Five common excuses for not making a will

10 July 2012


There are compelling financial and emotional reasons for making a will. But why do so many of us shy away from it? We look at the top five excuses for putting off this important task and explain why they're misguided.

Fountain pen illustration

I'm not ready to make that kind of life decision

When it comes to important decisions - particularly financial ones - we tend to put them off, or make excuses: 'there's plenty of time' or 'it's too big a job'.

None of us likes to think about dying, but what happens if you put off making your will? At the very worst, the state could keep everything you own - loved ones get nothing.

“Making a will is actually life-affirming”, says Michael Yeates, Chief Executive of legal services provider Lex Futura, "rather like paying off your mortgage: that’s when you know all your hard work has paid off; it’s yours now and nobody can take it from you.  When you make a will, everything for which you have worked so hard (including your home) is protected; all your hard-earned assets will go to exactly the people you want to have them.  An up-to-date will, therefore, completes the circle of all the financial planning you’ve undertaken".

My family situation is complicated, I don't know where to start

This is a common problem, but a complex family situation should be an incentive to make a will. If you’re not married but living with someone, your assets will automatically go to blood relatives - not your partner - in the event of your death.  

The intestacy rules determine who will benefit from your estate if you die without making a valid will. If you are separated but not divorced, your spouse will still inherit regardless of your intentions. In England & Wales they would be entitled to your personal possessions and the first £250,000 of your estate and would have a life interest in half of anything after that. Children would inherit only if the estate is worth more than £250,000 and any new unmarried partner would get nothing.

"If you have no will, two things follow," says Edward Reed, private client partner at law firm Macfarlanes. "Firstly, it’s much harder for your grieving relatives to get control of your assets; secondly, rigid rules step in to fill the void and decree who gets what. A painful, practical consequence of that is usually a higher tax bill. Unmarried partners are the biggest losers."

I don't need a will, I own everything jointly with my spouse/civil partner

It’s sometimes true that property and investments would go to your spouse or civil partner, but what about any personal possessions that you might wish to pass on? Your grandmother's pearls might only go to the daughter who has always loved them if you set your wish out formally.

A will also goes further than just dealing with property. It allows you to appoint executors to deal with paperwork, organise funeral arrangements, and give to charity.

My circumstances are changing

It can be hard to focus on the long-term future when major changes, such as marriage, having a baby, divorce or retirement, are on the near horizon.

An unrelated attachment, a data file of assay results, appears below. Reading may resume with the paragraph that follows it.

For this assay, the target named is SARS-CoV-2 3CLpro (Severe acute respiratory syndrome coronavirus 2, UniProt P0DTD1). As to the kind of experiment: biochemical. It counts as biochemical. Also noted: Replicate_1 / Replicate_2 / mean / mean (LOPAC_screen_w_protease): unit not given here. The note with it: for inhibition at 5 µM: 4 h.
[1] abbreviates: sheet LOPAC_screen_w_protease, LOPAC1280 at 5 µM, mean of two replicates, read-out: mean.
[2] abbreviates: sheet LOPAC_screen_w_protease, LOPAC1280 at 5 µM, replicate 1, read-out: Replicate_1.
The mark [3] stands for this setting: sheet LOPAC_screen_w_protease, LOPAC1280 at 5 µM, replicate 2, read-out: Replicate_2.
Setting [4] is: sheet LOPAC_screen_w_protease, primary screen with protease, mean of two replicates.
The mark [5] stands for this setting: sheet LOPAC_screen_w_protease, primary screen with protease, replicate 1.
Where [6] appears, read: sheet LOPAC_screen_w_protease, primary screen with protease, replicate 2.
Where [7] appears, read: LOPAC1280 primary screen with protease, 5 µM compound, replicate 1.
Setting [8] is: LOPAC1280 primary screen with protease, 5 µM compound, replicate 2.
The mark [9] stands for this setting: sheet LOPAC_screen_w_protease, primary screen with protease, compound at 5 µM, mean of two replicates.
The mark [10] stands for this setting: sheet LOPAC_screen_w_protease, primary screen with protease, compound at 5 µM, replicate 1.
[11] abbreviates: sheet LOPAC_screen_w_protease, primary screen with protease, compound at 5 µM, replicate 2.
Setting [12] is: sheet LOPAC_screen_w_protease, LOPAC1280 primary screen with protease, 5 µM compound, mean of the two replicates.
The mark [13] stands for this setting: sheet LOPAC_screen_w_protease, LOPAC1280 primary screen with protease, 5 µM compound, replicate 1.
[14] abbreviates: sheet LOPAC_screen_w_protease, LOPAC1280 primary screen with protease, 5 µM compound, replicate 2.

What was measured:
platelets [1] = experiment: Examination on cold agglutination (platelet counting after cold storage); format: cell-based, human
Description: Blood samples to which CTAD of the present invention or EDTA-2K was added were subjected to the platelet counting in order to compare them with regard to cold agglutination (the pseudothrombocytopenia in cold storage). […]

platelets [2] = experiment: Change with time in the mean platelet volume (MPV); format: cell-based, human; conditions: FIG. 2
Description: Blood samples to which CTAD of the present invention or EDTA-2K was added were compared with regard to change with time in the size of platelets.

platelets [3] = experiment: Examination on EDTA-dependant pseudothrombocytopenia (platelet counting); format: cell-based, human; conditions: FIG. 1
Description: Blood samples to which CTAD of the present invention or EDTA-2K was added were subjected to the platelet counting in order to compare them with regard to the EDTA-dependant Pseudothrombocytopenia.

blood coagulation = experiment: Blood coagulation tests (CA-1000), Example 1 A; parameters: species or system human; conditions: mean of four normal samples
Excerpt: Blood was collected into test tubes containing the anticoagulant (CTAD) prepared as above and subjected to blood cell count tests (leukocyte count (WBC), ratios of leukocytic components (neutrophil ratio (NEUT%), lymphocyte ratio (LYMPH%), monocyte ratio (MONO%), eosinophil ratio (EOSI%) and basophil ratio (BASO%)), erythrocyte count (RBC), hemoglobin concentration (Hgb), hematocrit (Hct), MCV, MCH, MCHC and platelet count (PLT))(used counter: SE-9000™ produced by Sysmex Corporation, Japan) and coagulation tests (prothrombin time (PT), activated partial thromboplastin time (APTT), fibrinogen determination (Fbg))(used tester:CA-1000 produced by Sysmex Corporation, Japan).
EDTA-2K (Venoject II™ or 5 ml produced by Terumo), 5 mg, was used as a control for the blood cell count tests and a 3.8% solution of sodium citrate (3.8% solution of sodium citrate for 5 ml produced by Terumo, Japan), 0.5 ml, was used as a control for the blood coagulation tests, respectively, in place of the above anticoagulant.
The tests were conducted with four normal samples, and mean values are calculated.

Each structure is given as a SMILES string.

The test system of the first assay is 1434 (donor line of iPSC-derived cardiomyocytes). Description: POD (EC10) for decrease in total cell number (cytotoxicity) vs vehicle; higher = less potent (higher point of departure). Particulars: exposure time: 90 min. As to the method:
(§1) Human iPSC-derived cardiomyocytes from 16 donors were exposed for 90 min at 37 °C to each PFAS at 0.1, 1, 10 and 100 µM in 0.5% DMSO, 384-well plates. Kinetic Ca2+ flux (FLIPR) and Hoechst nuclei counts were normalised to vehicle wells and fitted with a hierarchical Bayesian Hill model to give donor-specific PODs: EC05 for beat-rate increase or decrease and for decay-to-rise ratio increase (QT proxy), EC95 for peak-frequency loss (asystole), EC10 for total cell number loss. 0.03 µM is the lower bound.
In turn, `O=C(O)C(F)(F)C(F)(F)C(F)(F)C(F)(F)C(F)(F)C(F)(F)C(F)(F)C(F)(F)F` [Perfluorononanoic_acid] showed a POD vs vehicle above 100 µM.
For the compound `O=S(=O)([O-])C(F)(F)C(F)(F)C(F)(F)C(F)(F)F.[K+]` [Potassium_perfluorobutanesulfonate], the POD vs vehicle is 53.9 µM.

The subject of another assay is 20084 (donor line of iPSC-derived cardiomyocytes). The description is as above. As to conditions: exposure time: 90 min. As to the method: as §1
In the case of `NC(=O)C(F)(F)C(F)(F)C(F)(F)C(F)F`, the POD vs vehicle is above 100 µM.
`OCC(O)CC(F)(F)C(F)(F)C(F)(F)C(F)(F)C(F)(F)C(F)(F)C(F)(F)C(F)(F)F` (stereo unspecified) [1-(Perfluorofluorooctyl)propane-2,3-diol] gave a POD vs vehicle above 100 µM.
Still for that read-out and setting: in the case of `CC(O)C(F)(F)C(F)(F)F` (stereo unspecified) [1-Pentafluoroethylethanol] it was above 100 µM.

"Wills can be written to cater for things that are about to happen," explains Sian Thompson, Head of Wills and Probate at law firm Simpson Millar. "In contemplation of marriage for example, or to give everything to children who survive you."

Once you have taken a deep breath and those first few steps in making a will, you can revise it as often as you wish. The hard work has been done. And it is vital to review your will as you get older in any case. Your inheritance tax liability may change as you accumulate more assets or simply as the value of your house goes up.

Taking the first steps now means that you have done the groundwork. "A lot of my clients are surprised how straightforward the process is," adds Thompson.

I'm too young to make a will

Wills are not just for the elderly. If you have assets, and particularly if you have children under eighteen, you should use your will to dictate who those assets go to and who should look after your children if you, and anyone else with parental responsibility, die. It’s a sad fact that accidents and illness happen, and while we can’t control fate, we can control our finances.
 
"The unexpected could happen at any time," says Sian Thompson, Head of Wills and Probate at law firm Simpson Millar. "You might win the National Lottery, or receive an inheritance yourself. Equally I see sad circumstances where people are involved in accidents, receive a lot of compensation, then die a few years later. Their mother may have looked after them, but their estranged father gets all the money."

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About this article

Please note that the opinions and comments expressed by contributors in this article are personal and not necessarily those of Standard Life group (Standard Life plc and its subsidiaries).

This article has been written from an English/Welsh legal point of view, and you should take local legal advice if you are a resident elsewhere in the UK. It is intended for the general information of United Kingdom residents only, and may be subject to change. It does not constitute any legal, financial, tax or other professional advice. Readers should obtain their own professional advice on the suitability and availability of anything featured.

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